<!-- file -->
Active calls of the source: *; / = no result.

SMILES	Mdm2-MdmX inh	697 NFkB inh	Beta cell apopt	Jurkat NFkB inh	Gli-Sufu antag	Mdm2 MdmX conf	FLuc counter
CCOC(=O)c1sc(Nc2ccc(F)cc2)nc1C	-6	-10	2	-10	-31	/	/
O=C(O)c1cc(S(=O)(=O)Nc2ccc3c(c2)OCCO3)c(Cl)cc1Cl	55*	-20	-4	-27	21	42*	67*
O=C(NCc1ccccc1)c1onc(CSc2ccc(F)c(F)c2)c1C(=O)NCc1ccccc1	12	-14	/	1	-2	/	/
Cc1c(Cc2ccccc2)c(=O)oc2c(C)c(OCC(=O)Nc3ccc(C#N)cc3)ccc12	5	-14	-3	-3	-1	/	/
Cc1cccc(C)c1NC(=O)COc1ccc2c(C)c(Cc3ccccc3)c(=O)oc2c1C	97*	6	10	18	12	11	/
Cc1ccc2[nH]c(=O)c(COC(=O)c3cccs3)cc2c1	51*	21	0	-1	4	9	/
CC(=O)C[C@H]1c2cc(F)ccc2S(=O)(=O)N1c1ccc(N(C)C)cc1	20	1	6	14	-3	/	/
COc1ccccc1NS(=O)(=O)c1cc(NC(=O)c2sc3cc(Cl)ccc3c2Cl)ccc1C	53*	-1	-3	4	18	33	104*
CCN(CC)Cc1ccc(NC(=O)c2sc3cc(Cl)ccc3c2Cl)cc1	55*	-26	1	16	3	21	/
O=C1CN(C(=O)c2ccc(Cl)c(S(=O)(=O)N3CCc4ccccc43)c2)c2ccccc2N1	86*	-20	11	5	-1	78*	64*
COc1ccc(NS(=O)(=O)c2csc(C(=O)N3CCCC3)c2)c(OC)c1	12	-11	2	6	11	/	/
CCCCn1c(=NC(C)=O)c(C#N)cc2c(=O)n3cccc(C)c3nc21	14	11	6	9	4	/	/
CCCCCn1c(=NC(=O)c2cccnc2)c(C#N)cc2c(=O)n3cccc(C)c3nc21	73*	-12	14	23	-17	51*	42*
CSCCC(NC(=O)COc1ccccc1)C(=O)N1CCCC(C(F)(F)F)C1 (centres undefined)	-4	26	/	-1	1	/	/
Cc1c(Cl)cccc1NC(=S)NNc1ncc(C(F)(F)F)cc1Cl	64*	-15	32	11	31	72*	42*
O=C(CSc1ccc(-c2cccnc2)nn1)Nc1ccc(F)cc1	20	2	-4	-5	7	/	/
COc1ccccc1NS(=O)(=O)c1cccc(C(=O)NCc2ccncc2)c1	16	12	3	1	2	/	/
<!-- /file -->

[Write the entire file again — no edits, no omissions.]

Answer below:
Active calls of the source: *; / = no result.

SMILES	Mdm2-MdmX inh	697 NFkB inh	Beta cell apopt	Jurkat NFkB inh	Gli-Sufu antag	Mdm2 MdmX conf	FLuc counter
CCOC(=O)c1sc(Nc2ccc(F)cc2)nc1C	-6	-10	2	-10	-31	/	/
O=C(O)c1cc(S(=O)(=O)Nc2ccc3c(c2)OCCO3)c(Cl)cc1Cl	55*	-20	-4	-27	21	42*	67*
O=C(NCc1ccccc1)c1onc(CSc2ccc(F)c(F)c2)c1C(=O)NCc1ccccc1	12	-14	/	1	-2	/	/
Cc1c(Cc2ccccc2)c(=O)oc2c(C)c(OCC(=O)Nc3ccc(C#N)cc3)ccc12	5	-14	-3	-3	-1	/	/
Cc1cccc(C)c1NC(=O)COc1ccc2c(C)c(Cc3ccccc3)c(=O)oc2c1C	97*	6	10	18	12	11	/
Cc1ccc2[nH]c(=O)c(COC(=O)c3cccs3)cc2c1	51*	21	0	-1	4	9	/
CC(=O)C[C@H]1c2cc(F)ccc2S(=O)(=O)N1c1ccc(N(C)C)cc1	20	1	6	14	-3	/	/
COc1ccccc1NS(=O)(=O)c1cc(NC(=O)c2sc3cc(Cl)ccc3c2Cl)ccc1C	53*	-1	-3	4	18	33	104*
CCN(CC)Cc1ccc(NC(=O)c2sc3cc(Cl)ccc3c2Cl)cc1	55*	-26	1	16	3	21	/
O=C1CN(C(=O)c2ccc(Cl)c(S(=O)(=O)N3CCc4ccccc43)c2)c2ccccc2N1	86*	-20	11	5	-1	78*	64*
COc1ccc(NS(=O)(=O)c2csc(C(=O)N3CCCC3)c2)c(OC)c1	12	-11	2	6	11	/	/
CCCCn1c(=NC(C)=O)c(C#N)cc2c(=O)n3cccc(C)c3nc21	14	11	6	9	4	/	/
CCCCCn1c(=NC(=O)c2cccnc2)c(C#N)cc2c(=O)n3cccc(C)c3nc21	73*	-12	14	23	-17	51*	42*
CSCCC(NC(=O)COc1ccccc1)C(=O)N1CCCC(C(F)(F)F)C1 (centres undefined)	-4	26	/	-1	1	/	/
Cc1c(Cl)cccc1NC(=S)NNc1ncc(C(F)(F)F)cc1Cl	64*	-15	32	11	31	72*	42*
O=C(CSc1ccc(-c2cccnc2)nn1)Nc1ccc(F)cc1	20	2	-4	-5	7	/	/
COc1ccccc1NS(=O)(=O)c1cccc(C(=O)NCc2ccncc2)c1	16	12	3	1	2	/	/